Marks and Monsters - Zach Mory

ArtSlant Prize Exhibitions presents Zach Mory, Marks and Monsters. Mory comes from the small town of Cottage Grove, WI, a few miles southeast of Madison, WI. Initially trained as a life drawer, his work slowly turned towards the abstract and non-objective possibilities of art making as his undergraduate schooling continued at the University of Wisconsin-Madison. In the spring of 2008, he received his MFA from UW-Madison with a concentration in drawing.

Wanting to push his training further, he enrolled in the College of DuPage’s graphic Design program in 2010. He finished his degree there in 2013, winning Best Portfolio and Best Illustration. Zach has taught various courses throughout Wisconsin and Illinois including UW-Madison, Carthage College, Lawrence University, Ripon College and most recently at Waubonsee Community College and most recently at the College of DuPage in their graphic design program.

Artist Statement:
This body of work is an attempt to find singularity and uniqueness within rigid frameworks. I am curious about how past decisions affect future outcomes. Using repetitive marks made of graphite on paper, I create systems for those marks to function within and let each layer build upon the previous one. One mark leads to the next and so on until what I'm left with is an accumulated residue of the hours spent within each particular system. I try to strip down the drawing until all that is left are the most basic of elements: graphite marks on the page and the time spent creating those marks. I unload the page of its pictorial meaning and emotive qualities leaving only the pre-ordained outcome of a particular system.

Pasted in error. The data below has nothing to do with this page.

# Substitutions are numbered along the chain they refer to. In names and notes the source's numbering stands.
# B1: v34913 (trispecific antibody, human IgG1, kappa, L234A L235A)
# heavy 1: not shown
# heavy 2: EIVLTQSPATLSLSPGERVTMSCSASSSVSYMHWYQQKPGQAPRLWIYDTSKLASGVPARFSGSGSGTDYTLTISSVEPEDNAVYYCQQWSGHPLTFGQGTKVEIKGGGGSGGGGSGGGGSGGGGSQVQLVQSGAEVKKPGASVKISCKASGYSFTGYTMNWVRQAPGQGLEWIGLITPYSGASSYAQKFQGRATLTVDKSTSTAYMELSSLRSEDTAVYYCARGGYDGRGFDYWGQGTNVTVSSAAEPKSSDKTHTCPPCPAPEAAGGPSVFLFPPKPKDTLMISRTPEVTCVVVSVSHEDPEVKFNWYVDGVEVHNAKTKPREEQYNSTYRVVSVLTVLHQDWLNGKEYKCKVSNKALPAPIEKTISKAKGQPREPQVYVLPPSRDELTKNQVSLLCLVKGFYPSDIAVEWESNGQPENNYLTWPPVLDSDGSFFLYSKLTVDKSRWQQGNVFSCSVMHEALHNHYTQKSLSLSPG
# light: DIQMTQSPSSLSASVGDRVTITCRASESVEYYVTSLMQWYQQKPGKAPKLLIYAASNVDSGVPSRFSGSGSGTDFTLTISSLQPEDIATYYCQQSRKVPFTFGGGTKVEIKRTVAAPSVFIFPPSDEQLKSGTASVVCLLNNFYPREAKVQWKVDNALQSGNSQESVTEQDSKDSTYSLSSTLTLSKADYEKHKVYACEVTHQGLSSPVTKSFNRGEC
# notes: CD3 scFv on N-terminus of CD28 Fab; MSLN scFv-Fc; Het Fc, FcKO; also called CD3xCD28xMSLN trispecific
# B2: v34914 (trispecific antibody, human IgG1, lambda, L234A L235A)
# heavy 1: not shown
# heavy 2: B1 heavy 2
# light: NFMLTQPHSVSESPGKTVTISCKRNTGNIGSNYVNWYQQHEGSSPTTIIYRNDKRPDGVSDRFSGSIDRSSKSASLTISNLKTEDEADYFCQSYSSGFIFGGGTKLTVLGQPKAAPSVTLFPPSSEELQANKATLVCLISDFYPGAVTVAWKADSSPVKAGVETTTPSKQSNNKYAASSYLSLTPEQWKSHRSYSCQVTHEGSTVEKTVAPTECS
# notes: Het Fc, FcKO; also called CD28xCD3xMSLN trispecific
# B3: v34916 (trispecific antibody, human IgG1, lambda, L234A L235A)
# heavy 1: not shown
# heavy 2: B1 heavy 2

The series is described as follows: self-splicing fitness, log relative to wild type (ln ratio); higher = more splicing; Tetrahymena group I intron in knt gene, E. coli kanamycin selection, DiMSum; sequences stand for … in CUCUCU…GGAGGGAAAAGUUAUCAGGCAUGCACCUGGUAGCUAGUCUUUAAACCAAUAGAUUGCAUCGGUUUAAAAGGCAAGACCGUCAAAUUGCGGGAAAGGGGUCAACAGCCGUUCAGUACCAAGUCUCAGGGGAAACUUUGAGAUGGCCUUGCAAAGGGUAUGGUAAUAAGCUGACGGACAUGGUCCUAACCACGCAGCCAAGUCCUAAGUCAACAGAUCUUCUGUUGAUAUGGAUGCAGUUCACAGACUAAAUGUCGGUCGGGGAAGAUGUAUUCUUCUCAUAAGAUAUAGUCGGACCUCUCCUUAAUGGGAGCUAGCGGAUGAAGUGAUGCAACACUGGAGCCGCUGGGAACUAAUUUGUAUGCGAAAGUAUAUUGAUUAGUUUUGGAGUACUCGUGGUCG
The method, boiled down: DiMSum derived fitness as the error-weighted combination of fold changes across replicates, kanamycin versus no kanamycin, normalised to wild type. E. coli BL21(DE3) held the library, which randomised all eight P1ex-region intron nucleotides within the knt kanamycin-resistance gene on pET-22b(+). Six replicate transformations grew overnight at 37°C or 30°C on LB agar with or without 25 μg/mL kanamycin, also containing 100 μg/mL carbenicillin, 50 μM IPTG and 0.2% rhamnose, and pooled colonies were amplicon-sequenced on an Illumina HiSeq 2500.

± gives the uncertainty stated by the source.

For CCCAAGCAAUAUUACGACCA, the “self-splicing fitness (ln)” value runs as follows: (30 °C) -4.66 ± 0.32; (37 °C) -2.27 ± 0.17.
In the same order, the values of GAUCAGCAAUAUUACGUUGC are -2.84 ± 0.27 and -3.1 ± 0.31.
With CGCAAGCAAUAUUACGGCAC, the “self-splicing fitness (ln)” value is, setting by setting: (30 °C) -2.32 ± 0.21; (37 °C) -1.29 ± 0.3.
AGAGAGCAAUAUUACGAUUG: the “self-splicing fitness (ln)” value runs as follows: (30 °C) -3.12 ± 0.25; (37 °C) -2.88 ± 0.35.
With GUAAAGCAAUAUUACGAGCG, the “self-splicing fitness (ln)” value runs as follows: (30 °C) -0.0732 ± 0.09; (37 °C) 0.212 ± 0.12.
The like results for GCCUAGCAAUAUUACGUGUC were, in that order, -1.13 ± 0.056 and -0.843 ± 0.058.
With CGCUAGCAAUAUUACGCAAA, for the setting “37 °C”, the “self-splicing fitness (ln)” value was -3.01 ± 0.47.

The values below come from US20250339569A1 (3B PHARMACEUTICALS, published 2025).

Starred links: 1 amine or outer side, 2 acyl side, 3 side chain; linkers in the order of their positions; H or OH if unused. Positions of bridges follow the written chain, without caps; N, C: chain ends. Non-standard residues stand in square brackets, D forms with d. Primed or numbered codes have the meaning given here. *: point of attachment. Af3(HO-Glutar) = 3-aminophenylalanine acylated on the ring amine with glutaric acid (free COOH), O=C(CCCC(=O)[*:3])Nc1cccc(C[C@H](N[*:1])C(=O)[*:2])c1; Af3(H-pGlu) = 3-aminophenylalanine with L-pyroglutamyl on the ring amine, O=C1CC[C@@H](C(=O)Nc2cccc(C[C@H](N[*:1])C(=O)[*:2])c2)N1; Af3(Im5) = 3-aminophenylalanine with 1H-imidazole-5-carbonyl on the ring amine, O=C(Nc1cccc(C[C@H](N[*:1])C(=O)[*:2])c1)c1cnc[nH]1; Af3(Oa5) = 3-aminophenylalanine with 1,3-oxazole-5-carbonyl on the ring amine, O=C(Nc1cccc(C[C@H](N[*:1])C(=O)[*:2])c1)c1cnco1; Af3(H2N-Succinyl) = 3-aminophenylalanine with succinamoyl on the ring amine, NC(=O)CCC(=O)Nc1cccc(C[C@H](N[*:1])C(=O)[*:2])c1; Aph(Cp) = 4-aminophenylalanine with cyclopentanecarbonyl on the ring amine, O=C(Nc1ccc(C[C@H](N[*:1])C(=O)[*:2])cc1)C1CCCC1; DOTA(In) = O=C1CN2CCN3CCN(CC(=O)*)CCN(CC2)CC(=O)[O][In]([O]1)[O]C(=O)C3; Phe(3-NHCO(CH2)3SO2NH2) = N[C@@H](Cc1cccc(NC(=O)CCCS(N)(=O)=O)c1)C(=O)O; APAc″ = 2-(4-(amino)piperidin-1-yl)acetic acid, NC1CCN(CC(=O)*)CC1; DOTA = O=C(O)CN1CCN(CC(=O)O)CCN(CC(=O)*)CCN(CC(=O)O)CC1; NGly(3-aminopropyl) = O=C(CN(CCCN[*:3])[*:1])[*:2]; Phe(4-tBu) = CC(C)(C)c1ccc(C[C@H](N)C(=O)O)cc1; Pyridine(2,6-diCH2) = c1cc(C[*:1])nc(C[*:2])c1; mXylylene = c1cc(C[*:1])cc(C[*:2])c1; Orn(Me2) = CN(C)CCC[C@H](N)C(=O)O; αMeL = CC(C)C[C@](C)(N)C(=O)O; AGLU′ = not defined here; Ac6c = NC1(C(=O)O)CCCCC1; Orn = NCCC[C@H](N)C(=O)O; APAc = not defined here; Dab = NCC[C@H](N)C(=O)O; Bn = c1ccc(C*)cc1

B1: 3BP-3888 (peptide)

Yet somewhere, at some point within the hours and hours spent building each drawing, my analytical and detached formula gives way to something otherworldly. Something emotive occurs and each drawing becomes its own “thing” packed with its own meaning and narrative. I don’t know why this happens; only that it does.

I like to think that I am a minimalist at heart. I love restrictions and I love the simplicity of building artworks using only the most crucial elements. That being said, I must confess that I’ve had a change of heart about minimalists in general. They are not stodgy formalists and puritans who are trying to steal away the joy of looking, but rather are romantics who speak in hushed tones, using clarity and quiet sounds as their language of choice.

For more information visit: Zach Mory

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